The lumbar puncture simulator was then assembled within the HDPE container and tested. Thirteen (13) participants engaged in lumbar puncture simulation on the constructed apparatus. They were no instances of simulator breakage, leakage, or failure on multiple puncture attempts and manipulation. Sonographic images obtained using the lumbar puncture simulator were of high quality and adequately demonstrated needle placement for trainee instruction (see Figure 4).
Synthetic ballistic gel is commonly used for forensic ballistic analysis as well as medical simulation due to its thermal and mechanical stability and anechoic properties. Traditional container designs for pouring synthetic ballistic gel are typically composed of galvanized steel due to the high temperatures required to melt and mold the gel. Steel requires considerable resources to form complex shapes often required for medical simulation, including maintenance equipment and specialized facility equipment due to safety hazards when cutting the material. HDPE has robust material properties that can contain melted ballistic gelatin to create custom shapes. In our experiment, it markedly outperformed polypropylene in containing liquid gel, which has been previously used to construct sonographic simulators . The structural integrity of constructed HDPE is an attractive feature when designing simulators to contain high volumes of other materials, such as our lumbar puncture simulator. Another advantageous feature is its high strength to density ratio that allows it to withstand higher temperatures than most polyethylene products. HDPE has material properties that can withstand temperatures of up to 135 degrees Celsius without softening. In addition, it also has an antimicrobial factor that resists staining and microbial growth, preventing rotting when wet. Our ultrasound phantom was constructed for less than $50 in structural material. Comparatively, other thermo-resistant materials, such as metal, require a much higher monetary expenditure for construction. A potential disadvantage of using HDPE is that it does require some effort with assembly, as well as standard woodworking tools to cut. While this requires some resources and time, it allows for complete customization and limitless possibilities for ultrasound model creation, as well as increased safety as compared to steel. 3D printing has been performed successfully for the design of complex simulation by our team, however, in this instance, the material properties of the chosen polymer could not withstand the high temperature of the melted ballistics gel. The balance between form and function is a fine line that must be navigated when choosing the simulator construction method and compositing material.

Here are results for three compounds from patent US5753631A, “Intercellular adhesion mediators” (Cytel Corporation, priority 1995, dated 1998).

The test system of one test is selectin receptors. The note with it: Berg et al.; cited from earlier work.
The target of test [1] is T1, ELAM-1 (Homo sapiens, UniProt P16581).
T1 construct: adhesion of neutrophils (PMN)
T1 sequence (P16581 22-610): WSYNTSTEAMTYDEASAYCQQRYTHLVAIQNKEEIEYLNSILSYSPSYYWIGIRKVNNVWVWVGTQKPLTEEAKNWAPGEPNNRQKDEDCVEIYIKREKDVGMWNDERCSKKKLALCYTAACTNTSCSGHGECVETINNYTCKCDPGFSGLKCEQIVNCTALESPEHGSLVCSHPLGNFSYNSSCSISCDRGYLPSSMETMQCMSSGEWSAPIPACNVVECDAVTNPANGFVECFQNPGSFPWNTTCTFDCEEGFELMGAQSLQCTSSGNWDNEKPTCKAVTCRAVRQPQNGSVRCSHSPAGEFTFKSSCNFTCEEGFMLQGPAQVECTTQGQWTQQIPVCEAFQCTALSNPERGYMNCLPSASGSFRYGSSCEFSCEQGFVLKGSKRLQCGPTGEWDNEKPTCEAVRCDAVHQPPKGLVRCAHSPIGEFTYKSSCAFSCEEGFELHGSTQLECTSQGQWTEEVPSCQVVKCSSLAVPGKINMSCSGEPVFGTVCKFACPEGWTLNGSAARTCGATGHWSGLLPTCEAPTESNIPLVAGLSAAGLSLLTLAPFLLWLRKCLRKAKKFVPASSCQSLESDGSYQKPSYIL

This experiment showed considerable success in the use of high-density polyethylene sheets, also known as “marine starboard,” to contain ballistics gel in its liquid form during complex simulator construction as compared with polypropylene. To our knowledge, this is the first report of the successful use of HDPE to contain melted ballistics gel for ultrasoundable phantom construction. Our experiment showed that the low cost, safety profile, and durable material properties make HDPE an ideal material for the in-house production of these simulators.
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Investigation of a Cost-effective and Durable Material for Containing Ballistic Gel in the Construction of Ultrasound Phantoms
Ethics Statement and Conflict of Interest Disclosures
Human subjects: All authors have confirmed that this study did not involve human participants or tissue. Animal subjects: All authors have confirmed that this study did not involve animal subjects or tissue. Conflicts of interest: In compliance with the ICMJE uniform disclosure form, all authors declare the following: Payment/services info: All authors have declared that no financial support was received from any organization for the submitted work. Financial relationships: All authors have declared that they have no financial relationships at present or within the previous three years with any organizations that might have an interest in the submitted work. Other relationships: All authors have declared that there are no other relationships or activities that could appear to have influenced the submitted work.
Cite this article as:
Damon A, Clifton W, Dove C, et al. (July 24, 2019) Investigation of a Cost-effective and Durable Material for Containing Ballistic Gel in the Construction of Ultrasound Phantoms. Cureus 11(7): e5220. doi:10.7759/cureus.5220
Received by Cureus: July 11, 2019
Peer review began: July 14, 2019
Peer review concluded: July 14, 2019
Published: July 24, 2019
© Copyright 2019
Damon et al. This is an open access article distributed under the terms of the Creative Commons Attribution License CC-BY 3.0., which permits unrestricted use, distribution, and reproduction in any medium, provided the original author and source are credited.
This is an open access article distributed under the terms of the Creative Commons Attribution License, which permits unrestricted use, distribution, and reproduction in any medium, provided the original author and source are credited.